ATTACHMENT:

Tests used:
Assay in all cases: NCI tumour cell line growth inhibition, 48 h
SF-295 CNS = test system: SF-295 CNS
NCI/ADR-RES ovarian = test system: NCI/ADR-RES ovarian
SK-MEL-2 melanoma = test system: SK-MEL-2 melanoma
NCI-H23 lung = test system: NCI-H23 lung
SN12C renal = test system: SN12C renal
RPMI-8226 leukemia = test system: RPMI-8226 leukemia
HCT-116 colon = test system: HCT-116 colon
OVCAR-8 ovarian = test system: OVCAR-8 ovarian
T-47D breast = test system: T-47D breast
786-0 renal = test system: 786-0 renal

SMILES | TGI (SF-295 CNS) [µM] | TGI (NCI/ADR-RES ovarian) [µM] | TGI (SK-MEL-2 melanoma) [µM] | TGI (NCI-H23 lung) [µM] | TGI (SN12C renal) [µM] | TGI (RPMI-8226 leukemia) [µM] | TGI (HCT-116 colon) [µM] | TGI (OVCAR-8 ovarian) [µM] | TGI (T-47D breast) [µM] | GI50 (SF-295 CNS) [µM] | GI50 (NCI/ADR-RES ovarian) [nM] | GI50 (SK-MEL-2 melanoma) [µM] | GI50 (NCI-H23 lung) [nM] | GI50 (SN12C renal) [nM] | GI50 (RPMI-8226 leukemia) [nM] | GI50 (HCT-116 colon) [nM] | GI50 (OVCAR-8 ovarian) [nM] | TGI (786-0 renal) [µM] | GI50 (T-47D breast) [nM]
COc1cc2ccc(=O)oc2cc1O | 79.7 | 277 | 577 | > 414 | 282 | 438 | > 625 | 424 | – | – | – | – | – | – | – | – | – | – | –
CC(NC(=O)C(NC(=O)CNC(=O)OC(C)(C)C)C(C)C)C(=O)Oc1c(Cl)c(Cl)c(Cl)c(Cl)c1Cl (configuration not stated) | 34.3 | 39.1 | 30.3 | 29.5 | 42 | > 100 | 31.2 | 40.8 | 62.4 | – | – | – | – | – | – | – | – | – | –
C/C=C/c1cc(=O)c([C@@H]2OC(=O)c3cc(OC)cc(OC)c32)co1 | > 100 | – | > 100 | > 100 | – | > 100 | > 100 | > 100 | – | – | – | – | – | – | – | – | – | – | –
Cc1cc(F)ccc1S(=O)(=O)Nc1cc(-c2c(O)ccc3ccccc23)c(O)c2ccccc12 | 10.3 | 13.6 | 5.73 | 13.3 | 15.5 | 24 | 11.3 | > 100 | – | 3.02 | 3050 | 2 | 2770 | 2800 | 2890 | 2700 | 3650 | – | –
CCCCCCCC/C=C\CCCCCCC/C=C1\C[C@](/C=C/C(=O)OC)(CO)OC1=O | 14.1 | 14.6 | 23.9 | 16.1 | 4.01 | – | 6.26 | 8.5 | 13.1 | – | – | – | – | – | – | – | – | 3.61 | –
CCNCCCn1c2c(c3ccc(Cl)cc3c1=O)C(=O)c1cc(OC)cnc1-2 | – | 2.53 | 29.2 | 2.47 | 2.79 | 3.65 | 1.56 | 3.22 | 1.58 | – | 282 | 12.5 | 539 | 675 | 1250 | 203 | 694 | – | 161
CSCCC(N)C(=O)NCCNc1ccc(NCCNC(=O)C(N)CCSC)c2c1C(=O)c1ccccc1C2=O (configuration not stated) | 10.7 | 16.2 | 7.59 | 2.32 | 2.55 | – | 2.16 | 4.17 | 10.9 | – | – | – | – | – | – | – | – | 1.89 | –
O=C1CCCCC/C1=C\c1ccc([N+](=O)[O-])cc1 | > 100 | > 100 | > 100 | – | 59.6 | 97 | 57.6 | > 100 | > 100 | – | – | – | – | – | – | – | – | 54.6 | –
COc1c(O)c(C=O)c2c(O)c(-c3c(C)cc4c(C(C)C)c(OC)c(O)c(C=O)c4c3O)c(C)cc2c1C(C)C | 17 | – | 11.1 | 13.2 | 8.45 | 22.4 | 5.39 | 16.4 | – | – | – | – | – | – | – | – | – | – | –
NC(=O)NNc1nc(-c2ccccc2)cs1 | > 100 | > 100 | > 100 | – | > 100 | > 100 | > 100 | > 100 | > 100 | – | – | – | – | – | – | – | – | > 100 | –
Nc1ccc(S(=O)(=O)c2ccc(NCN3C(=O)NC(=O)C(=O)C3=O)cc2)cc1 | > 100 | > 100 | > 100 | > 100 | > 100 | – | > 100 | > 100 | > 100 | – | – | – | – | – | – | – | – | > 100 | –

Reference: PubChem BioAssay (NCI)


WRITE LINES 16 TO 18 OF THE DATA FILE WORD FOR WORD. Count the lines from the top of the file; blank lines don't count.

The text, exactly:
C/C=C/c1cc(=O)c([C@@H]2OC(=O)c3cc(OC)cc(OC)c32)co1 | > 100 | – | > 100 | > 100 | – | > 100 | > 100 | > 100 | – | – | – | – | – | – | – | – | – | – | –
Cc1cc(F)ccc1S(=O)(=O)Nc1cc(-c2c(O)ccc3ccccc23)c(O)c2ccccc12 | 10.3 | 13.6 | 5.73 | 13.3 | 15.5 | 24 | 11.3 | > 100 | – | 3.02 | 3050 | 2 | 2770 | 2800 | 2890 | 2700 | 3650 | – | –
CCCCCCCC/C=C\CCCCCCC/C=C1\C[C@](/C=C/C(=O)OC)(CO)OC1=O | 14.1 | 14.6 | 23.9 | 16.1 | 4.01 | – | 6.26 | 8.5 | 13.1 | – | – | – | – | – | – | – | – | 3.61 | –